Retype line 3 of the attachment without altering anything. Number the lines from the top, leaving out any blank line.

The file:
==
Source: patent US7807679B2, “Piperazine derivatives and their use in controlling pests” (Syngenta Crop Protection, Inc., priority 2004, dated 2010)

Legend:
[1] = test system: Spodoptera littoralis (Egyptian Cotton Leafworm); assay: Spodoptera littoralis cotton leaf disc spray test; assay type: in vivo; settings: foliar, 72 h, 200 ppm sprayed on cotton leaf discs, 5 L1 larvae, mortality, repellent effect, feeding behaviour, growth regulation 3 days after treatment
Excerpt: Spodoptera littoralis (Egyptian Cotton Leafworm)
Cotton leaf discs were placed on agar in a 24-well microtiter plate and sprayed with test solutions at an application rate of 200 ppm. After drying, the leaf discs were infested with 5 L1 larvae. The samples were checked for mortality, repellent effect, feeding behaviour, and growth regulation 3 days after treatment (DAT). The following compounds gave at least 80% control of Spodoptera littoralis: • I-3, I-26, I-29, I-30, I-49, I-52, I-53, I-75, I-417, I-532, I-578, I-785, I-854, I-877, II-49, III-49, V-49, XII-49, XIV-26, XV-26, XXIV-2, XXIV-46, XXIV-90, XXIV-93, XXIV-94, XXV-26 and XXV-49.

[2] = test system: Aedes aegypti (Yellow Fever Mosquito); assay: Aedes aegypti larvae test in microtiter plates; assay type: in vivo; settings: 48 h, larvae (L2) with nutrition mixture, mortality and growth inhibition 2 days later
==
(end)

[1] = test system: Spodoptera littoralis (Egyptian Cotton Leafworm); assay: Spodoptera littoralis cotton leaf disc spray test; assay type: in vivo; settings: foliar, 72 h, 200 ppm sprayed on cotton leaf discs, 5 L1 larvae, mortality, repellent effect, feeding behaviour, growth regulation 3 days after treatment